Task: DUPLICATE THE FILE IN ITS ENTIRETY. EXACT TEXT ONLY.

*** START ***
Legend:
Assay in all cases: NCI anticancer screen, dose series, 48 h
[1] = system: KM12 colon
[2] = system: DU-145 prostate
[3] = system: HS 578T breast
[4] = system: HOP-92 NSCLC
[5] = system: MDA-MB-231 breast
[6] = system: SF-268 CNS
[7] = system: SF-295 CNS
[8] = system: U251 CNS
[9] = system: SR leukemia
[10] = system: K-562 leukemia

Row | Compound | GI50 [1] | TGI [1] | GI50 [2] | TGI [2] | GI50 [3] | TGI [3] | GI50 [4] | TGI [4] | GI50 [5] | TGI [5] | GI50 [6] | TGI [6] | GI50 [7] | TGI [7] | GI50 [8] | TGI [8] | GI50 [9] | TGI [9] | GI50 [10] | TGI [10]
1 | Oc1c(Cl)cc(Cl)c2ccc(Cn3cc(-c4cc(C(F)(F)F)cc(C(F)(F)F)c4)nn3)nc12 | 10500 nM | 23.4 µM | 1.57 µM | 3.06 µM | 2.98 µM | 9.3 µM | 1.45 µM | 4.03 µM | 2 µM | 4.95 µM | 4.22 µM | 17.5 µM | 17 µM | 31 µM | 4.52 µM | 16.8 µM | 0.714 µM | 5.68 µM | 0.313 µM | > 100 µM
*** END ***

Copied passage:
Legend:
Assay in all cases: NCI anticancer screen, dose series, 48 h
[1] = system: KM12 colon
[2] = system: DU-145 prostate
[3] = system: HS 578T breast
[4] = system: HOP-92 NSCLC
[5] = system: MDA-MB-231 breast
[6] = system: SF-268 CNS
[7] = system: SF-295 CNS
[8] = system: U251 CNS
[9] = system: SR leukemia
[10] = system: K-562 leukemia

Row | Compound | GI50 [1] | TGI [1] | GI50 [2] | TGI [2] | GI50 [3] | TGI [3] | GI50 [4] | TGI [4] | GI50 [5] | TGI [5] | GI50 [6] | TGI [6] | GI50 [7] | TGI [7] | GI50 [8] | TGI [8] | GI50 [9] | TGI [9] | GI50 [10] | TGI [10]
1 | Oc1c(Cl)cc(Cl)c2ccc(Cn3cc(-c4cc(C(F)(F)F)cc(C(F)(F)F)c4)nn3)nc12 | 10500 nM | 23.4 µM | 1.57 µM | 3.06 µM | 2.98 µM | 9.3 µM | 1.45 µM | 4.03 µM | 2 µM | 4.95 µM | 4.22 µM | 17.5 µM | 17 µM | 31 µM | 4.52 µM | 16.8 µM | 0.714 µM | 5.68 µM | 0.313 µM | > 100 µM